After jailing of Palestinian teen, UK slams Israel for treatment of children

Ahed Tamimi, the 16-year-old Palestinian girl who was filmed slapping an IDF soldier near her home in Nabi Salih in December, was sentenced to eight months in prison after reaching a plea bargain with the prosecution on Wednesday. She was also fined $1,430 (€1,157). The lawyer of young woman, Gaby Lasky, has agreed this Wednesday with military prosecutor's office closure of her defendant in exchange for her pleading guilty to four of twelve charges she initially faced and paying a penalty of 5,000 shequels (1,164 euros). Since her arrest, Ahed has become the subject of dozens of solidarity campaigns across the world demanding her release from Israeli prison, and an end to Israeli detention of Palestinian children. The video evoked polarized reactions, with much of the Israeli camp expressing outrage that she and her cousin were not arrested on the spot, and much of the Palestinian camp cheering her aggressive resistance of what they view as Israeli occupation.

Israelis soldiers arrest Palestinian teen Mahmoud Hatem Abu Ali Ayoub from Jenin refugee camp. That's what justice looks like under the occupation's legal regime.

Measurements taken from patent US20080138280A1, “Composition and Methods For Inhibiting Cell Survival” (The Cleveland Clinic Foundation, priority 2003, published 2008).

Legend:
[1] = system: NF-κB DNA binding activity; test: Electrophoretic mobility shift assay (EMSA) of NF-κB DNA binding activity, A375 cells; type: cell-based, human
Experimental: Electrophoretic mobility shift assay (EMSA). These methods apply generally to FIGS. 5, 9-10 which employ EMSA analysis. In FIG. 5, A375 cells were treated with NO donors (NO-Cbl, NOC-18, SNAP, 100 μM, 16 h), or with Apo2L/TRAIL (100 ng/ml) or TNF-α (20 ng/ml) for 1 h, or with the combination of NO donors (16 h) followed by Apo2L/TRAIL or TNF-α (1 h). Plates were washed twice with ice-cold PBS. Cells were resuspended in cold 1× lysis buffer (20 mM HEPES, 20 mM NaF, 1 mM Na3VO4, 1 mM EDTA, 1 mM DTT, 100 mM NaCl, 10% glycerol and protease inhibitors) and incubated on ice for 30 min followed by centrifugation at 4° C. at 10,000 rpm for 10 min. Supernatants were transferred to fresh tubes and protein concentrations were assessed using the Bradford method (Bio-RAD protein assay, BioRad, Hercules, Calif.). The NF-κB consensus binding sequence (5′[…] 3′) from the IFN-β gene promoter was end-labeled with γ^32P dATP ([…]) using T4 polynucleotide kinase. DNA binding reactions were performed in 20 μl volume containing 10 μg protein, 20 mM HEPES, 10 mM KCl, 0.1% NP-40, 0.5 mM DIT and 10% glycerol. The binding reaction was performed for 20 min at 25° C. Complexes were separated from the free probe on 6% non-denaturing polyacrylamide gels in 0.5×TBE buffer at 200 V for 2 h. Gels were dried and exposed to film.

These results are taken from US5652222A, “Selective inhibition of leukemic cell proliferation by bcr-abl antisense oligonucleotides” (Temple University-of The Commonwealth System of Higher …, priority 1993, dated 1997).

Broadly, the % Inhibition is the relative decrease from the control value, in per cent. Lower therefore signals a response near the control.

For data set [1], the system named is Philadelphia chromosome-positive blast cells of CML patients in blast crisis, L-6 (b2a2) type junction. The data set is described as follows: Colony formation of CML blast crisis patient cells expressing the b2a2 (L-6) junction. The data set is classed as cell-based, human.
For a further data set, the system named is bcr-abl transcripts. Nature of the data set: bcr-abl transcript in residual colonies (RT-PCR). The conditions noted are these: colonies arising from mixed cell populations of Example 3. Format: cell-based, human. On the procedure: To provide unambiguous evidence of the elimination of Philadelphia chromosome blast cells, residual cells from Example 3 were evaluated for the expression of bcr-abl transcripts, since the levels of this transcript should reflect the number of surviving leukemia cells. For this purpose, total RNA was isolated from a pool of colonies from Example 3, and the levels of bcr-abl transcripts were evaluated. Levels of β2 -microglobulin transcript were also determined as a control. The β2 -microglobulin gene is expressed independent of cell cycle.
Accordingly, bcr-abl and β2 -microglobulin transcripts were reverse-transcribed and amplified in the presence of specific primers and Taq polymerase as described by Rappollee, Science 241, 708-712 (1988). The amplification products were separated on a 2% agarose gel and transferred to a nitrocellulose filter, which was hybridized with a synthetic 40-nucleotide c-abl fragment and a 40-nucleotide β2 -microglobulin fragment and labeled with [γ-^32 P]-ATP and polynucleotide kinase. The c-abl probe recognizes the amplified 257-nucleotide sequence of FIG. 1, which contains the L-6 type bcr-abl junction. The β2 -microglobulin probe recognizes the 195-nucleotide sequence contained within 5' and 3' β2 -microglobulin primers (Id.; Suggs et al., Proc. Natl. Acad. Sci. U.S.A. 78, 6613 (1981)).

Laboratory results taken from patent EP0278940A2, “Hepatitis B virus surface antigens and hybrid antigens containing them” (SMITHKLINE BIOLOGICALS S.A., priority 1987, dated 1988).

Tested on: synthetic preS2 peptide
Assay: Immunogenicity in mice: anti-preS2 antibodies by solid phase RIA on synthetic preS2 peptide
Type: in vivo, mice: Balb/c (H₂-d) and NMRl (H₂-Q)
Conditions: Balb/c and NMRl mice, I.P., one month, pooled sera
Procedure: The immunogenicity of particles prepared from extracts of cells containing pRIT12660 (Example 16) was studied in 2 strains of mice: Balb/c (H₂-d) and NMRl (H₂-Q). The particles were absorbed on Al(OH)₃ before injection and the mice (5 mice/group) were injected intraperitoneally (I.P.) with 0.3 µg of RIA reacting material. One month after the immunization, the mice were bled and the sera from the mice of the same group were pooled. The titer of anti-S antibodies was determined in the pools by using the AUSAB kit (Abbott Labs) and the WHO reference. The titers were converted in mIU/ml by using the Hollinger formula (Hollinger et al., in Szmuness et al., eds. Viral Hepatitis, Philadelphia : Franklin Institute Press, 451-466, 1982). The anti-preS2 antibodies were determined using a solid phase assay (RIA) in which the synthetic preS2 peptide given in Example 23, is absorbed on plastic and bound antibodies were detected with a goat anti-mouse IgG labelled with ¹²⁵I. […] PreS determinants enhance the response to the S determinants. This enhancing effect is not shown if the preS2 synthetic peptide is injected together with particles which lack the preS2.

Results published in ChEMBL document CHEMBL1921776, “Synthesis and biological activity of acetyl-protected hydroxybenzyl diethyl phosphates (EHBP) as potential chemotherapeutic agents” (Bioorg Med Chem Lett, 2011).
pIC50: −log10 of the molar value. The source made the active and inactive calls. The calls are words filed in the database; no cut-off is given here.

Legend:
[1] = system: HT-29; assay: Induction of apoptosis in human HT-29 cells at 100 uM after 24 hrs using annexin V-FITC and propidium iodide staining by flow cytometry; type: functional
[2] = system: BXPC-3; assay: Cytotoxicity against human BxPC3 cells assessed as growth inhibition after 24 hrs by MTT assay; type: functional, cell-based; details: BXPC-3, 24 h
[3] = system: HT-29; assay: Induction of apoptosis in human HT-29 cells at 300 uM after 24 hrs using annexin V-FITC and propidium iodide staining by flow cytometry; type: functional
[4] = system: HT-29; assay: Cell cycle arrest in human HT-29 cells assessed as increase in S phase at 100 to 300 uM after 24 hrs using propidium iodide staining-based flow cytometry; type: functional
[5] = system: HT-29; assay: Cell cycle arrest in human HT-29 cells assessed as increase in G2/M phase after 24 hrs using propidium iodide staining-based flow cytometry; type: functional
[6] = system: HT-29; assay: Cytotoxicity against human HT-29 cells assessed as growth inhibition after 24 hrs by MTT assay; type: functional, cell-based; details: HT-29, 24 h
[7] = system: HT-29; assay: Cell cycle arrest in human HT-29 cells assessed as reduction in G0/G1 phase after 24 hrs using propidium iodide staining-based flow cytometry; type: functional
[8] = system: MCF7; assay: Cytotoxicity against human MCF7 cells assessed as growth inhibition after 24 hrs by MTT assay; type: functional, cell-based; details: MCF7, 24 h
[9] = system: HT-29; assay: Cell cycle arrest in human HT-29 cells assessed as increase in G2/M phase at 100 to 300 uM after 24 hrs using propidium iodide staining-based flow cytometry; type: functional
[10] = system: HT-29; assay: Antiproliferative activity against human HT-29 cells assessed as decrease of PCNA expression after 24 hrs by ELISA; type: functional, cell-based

In Thursday's interview, Lasky suggested that, if the trial had been carried out correctly, Tamimi would have been released after a few days of pre-trial detention, like other family members who were arrested in the same incident. In almost all cases brought against Palestinian minors, the defendant ends up signing a plea bargain, said Yael Stein, research director for B'Tselem who wrote the report.

The video, viewed millions of times on social networks, prompted an outcry from the Israeli public at the supposed humiliation of a heavily armed soldier, tasked with enforcing his nation's military rule over Palestinian civilians in the occupied West Bank, backing away from a physical confrontation with a 16-year-old girl.

Her case has become a cause célèbre in Israel and overseas, with critics accusing her and her family of orchestrating a PR campaign to discredit Israel, and supporters, mostly on the left, saying Israel is persecuting juveniles under the guise of security.

The court ordered the trial closed because Ahed was being tried as a minor, as is usual in such cases.


Human Rights Watch also condemned the sentencing. He argued that holding the trial in secret would be in the best interests of the teenager, though her family and lawyer said it was not.

According to Palestinian prisoners rights group Addameer, 6,119 Palestinians were being held in Israeli prison as of February, 330 of whom are children.

Ahed Tamimi is the more aggressive of the two in the video.

Yoav Mordechai, the general who oversees COGAT, the bureaucratic arm of Israel's military occupation, claimed that the injury to Muhammad Tamimi's head was caused not by an Israeli soldier's bullet, but by the child falling off his bike - an outlandish story soon debunked by journalists and human rights defenders.

According to worldwide human rights law, the detention of children should only be a measure of last resort and for the least time possible.

  • Tracy Klein